First of all I have a confession to make. My model is actually a D-E400, not the D-E441 as the category is for. Still, what's a little 4 and 1 between friends?? I bought it quite a long time ago (2 years) and at the time it cost me a whopping £100. A similar model costs only £49 now. That’s a fair drop in price in just two years, but I guess that’s the price we all pay for technology. Now for the same price you can buy the top of the range model, but the thing is that in the last 3 years portable CD players have moved from being hi-tech cool gear to just bog standard and things like Mini-discs and MP3 players have become the gear to be seen with. They are still extremely useful, however, they have just lost that 'wow' factor they once had. On a side note I think the next popular device will be MP3 CD players, which are like normal portable CD players but play MP3 CD's allowing you to store 200-300 songs on one disc!! Anyway, getting back to the D-E400. It is the standard Sony Silver colour they use for CD players and size wise it is pretty much the same size as portable CD players. After all with CD players you're limited as to how small you can make it by the physical size of a CD. It's roughly the size of a CD with a small display tagged on the front, and about 1 inch thick. It doesn't look chunky but I have now got used to a mini disc player and it is quite bulky in comparison. You certainly couldn't put it in your pocket (unless you have a massive pocket). On the specs front it is surprisingly basic considering how much I spent on it. It has ESP2 (well squared, but tell me how to that on Dooyoo without using ^2 which will confuse everyone), a 1bit DAC, AVLS (Auto Volume Limiter System) and Groove sound. Unlike other manufacturers Sony don't seem to quote a time for their anti-shock protection, instead they just give it a name. Given my overly fiddly nature I decided to cond
uct a small experiment to determine how long it would last for. By placing a pen in the relevant hole I fooled the player in to thinking that the lid was closed, when in reality it was open. After starting the CD playing and leaving it for a while I removed the CD from the player. Because the ESP2 stores the music in a buffer before playing it the music kept on playing, but only for around 10 seconds. This isn't as good as some players which offer 20 seconds or more, but it is sufficient for day to use, or for use in cars. Jogging is the only activity that I found renders the device useless. What the 1bit DAC does is something I'm not sure about exactly, but it has something to do with the sound. All I know is that this CD player sounds very, very good. It is much clearer than my mini disc player and it is the opinion of my sound quality obsessed friend that it sounds better than the new Sony players. The Groove sound systems does make a distinct difference (as you can turn it on and off) and this is enhanced by the great Groove headphones which have extra smaller speakers to produce a better sound quality. They are my favourite headphones and I use them for everything, I was quite upset when I temporarily lost them as they cost £20 to buy separately. I'm not very good at describing the sound of music but it sounds good, clear and sharp. Surprisingly the bass is pretty good (due to the Groove system), not in the way shake the room way big speakers do, more in a shape your inner ear to shreds way. Actually you need not worry about ear damage as this (and all Sony models) feature AVLS which limits the sound to a level which is safe for your eyes. The problem is that when sounds (big bass loud sounds) go over this limit they become distorted, although this only occurs when using the Mega Bass feature. It has all the standard CD player features, such as skipping, programmable and random play modes. There is also a useful intro fea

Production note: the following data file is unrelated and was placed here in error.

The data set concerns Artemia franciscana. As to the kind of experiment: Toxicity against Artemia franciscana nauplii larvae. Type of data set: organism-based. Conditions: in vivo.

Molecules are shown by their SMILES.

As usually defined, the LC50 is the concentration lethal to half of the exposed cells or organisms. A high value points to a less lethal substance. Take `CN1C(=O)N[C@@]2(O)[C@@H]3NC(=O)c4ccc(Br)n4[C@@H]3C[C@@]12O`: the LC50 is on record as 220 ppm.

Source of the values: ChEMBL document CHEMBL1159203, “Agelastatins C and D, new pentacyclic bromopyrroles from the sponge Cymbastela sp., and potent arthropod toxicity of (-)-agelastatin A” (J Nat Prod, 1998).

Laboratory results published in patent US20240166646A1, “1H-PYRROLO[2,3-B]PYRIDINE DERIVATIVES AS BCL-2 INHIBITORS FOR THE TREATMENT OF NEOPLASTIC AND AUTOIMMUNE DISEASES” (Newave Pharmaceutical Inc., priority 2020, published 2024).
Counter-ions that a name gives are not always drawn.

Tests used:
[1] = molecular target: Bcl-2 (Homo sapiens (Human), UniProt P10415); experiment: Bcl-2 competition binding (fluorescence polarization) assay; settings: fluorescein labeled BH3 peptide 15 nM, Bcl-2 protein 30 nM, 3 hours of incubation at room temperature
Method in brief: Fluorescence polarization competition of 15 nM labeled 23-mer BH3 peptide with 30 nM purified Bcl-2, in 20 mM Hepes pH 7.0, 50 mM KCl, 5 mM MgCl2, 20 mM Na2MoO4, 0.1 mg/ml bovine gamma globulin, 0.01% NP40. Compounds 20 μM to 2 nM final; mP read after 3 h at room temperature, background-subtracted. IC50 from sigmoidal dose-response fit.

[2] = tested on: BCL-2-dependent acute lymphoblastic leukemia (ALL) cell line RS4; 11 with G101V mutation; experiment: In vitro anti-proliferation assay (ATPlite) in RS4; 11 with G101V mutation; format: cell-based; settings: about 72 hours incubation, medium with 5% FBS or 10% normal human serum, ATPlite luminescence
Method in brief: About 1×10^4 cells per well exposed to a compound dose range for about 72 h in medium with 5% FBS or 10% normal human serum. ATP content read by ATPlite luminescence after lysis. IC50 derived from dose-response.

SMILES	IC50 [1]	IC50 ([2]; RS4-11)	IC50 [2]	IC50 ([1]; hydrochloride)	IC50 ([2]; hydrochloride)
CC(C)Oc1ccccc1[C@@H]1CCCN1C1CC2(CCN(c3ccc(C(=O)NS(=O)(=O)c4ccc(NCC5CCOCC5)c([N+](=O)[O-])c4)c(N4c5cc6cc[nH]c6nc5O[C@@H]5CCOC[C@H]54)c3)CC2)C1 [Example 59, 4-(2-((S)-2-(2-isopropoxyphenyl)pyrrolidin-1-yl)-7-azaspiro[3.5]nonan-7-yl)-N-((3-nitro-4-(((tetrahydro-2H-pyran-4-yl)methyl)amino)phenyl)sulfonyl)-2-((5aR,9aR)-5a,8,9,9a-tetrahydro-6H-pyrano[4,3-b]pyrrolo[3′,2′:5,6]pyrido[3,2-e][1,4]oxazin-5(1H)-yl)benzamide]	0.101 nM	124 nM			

ture which plays the first ten seconds of each track so you can find that song you like. The sound control is via a small dial, and the machine can be locked by a flicking a small switch (to stop buttons being pressed by accident). It takes two standard AA batteries to run this machine, although you could use an AC adapter (but it didn't come with the CD player). I managed to plug in my Mini Disc AC adapter and it worked, although I was expecting smoke and sparks to start flying. The batteries last about 12 hours, although if you turn off the ESP2 then you eek them out a little longer. Looking back I may as well have spent a few more pounds on a rechargeable model as I would have saved a fortune in batteries in the long run. My model came with a normal analogue line out but all the new models should feature digital, optical outs. I can also vouch for the players sturdiness. It has survived 3 years of constant use, often not in the most friendly environment. It has been dropped, banged and scratched and even survived being left outside overnight. It may look a little worn and battered but it still plays as well as ever. Top notch for build quality in my opinion. So there you have it, the Discman D-E400. You probably can't buy it anymore but I like it, and the new models (look for the cheapest one) are so similar all they have done is change the name. For stuff like this you can't beat Sony, except on price. You can get another similar model by Bush for £35 compared with the £49 for the newest Sony model. Still, Sony still rock and I would advise you to pay that little extra.